Four days of sunny weather, albeit often windy, brought out some fast sprinting and good jumping at the 84th Texas Relays which concluded on Saturday (9).
Texas A&M University’s sprinters led the way, winning the men’s and women’s 4x100m and 4x400m Relays. The A&M women took the 4x100 in 42.87 and the 4x400 in a world-leading 3:27.33, with Jeneba Tarboh and Jessica Beard running in both. Tarboh also won the University 100m in 10.94 (wind +2.9), edging Semoy Hackett of Trinidad & Tobago and Louisiana State (10.97), while Beard contributed anchor legs of 49.6 in the 4x400 heats and 49.68 in the final.
In the men’s 4x100m, Texas A&M had to go all out to edge Louisiana State, 38.71 to 38.77. And in the 4x400m, it took a world-leading 3:00.45 to beat Baylor (3:01.77), Louisiana State (3:02.23) and Southern California (3:02:87). A&M’s splits were remarkably even, thus: Bryan Miller, 45.2; Tabarie Henry (ISV), 45.0; Michael Preble, 45.3; and Demetrius Pinder (BAH), 45.0.
Gerald Phiri of Zambia, who ran on A&M’s 4x100m team, also won the University 100m in the only significant wind-legal time of the meeting, 10.06 (+1.3), tops in the world so far this year and a new national record.
Louisiana State won both 4x200m Relays in excellent and world-leading times. The LSU men won the men’s 4x200m in 1:20.45, and the women won by 12 metres in 1:30.88.
There was still more speed, both on the flat and in the hurdles. The Speed Divas, an all-star group, took the world lead in the women’s 4x100m, as Lauryn Willams, Sholanda Solomon, Bianca McKnight and Marshevet Myers swept around the track in 42.45. Jon Drummond, who coaches Myers, says he thinks the foursome can set a World record and possibly go sub-41. Myers (nee Marshevet Hooker) also won the Invitational 100m by inches from Alexandria Anderson, 10.90 to 10.91 (+3.2).
The men’s invitational 4x100m produced yet another world leader, as the Speed Unlimited team of Trell Kimmons, Mike Rodgers, Doc Patton and Wallace Spearmon ran 38.41.
The two men’s 110m Hurdles races were won by Barrett Nugent of Louisiana State, who beat Oso Osaghae of Texas Tech, 13.19 to 13.22 (+3.5), and Aries Merritt who won the invitational division in 13.16 (+4.6). The University women’s 100 Hurdles race was won by a centimeter or so by Tiffani McReynolds of Baylor over Nia Ali of Southern California, both running 12.74 (+3.6), while the invitational 100m Hurdles was almost as close with Kristi Castlin winning in 12.68 from Tiffany Ofili (GBR, 12.72) and Angela Whyte (CAN, 12.76), all helped by a 4.9 m/s tailwind.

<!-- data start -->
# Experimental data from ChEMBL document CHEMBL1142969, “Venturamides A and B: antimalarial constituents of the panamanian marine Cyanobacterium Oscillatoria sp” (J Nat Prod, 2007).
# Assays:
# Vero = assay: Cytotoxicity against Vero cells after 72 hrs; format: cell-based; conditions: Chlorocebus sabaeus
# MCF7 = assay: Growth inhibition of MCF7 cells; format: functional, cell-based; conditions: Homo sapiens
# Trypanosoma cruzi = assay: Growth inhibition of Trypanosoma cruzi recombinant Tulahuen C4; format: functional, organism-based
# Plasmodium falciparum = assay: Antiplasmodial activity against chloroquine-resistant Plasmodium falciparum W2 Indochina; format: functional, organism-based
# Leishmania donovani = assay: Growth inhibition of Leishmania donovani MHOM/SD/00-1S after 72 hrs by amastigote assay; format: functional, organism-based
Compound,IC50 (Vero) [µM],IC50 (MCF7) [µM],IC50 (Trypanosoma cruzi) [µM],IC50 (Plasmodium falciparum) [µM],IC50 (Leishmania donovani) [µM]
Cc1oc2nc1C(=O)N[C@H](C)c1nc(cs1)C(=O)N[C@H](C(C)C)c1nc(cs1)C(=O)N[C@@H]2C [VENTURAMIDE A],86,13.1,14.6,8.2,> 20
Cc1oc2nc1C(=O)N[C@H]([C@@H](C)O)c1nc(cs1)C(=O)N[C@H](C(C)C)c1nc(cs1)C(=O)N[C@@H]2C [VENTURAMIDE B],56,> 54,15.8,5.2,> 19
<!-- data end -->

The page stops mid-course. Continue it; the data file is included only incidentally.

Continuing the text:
Probably the most significant non-sprint on the track was a 2:04.41 800m victory by 20-year-old freshman Natoya Goule of Jamaica and South Plains College, who also anchored her 4x400 team with a 52.6 carry.
In the Pole Pault, Tina Sutej of Slovenia and JackWhitt of Oral Roberts continued their steady advance to world class with PBs. Sutej, a student at Arkansas, cleared 4.50m to defeat fast-improving Shade Weygandt’s 4.45m. Whitt, who won the high school vault here two years ago, was clean through 5.60m, and fearlessly took a shot at 5.80m.
In other field events, Zimbabwe's Ngonidzashi Makusha of Florida State rode a 4.0 m/s aiding wind to win the men’s Long Jump with a pop of 8.40m. A day later, his Florida State teammate Kimberly Williams of Jamaica continued her domination of the women’s Triple Jump, winning with a windy14.25m (+2.9) and setting a new meet record with a wind-ok 14.05m (+1.5). Michelle Carter, meanwhile, opened her 2011 Shot Put account with a winning 18.05m toss. In the men’s High Jump, Andra Manson, who usually starts his outdoor season here with a victory at 2.30 or better, was upset by Erik Kynard of Kansas State, 2.28m to 2.25m. Even the winner said the gusty winds made jumping difficult.
Finally, the Decathlon was won by Mike Morrison of the University of California, 7921w to the 7867 tally of Romain Martin of France and U. of Texas-Arlington; and the Heptathlon was won by Chelsea Carrier of West Virginia, who scored 5927w points to Ryan Krais of Kansas State’s 5848. In both cases, the wind-legal second-place finishers ended up at the top of their respective 2011 world lists. Never mind that his mark was wind-aided, said Morrison, “I feel I’m going to put up some big numbers for the rest of this year.”
James Dunaway for the IAAF
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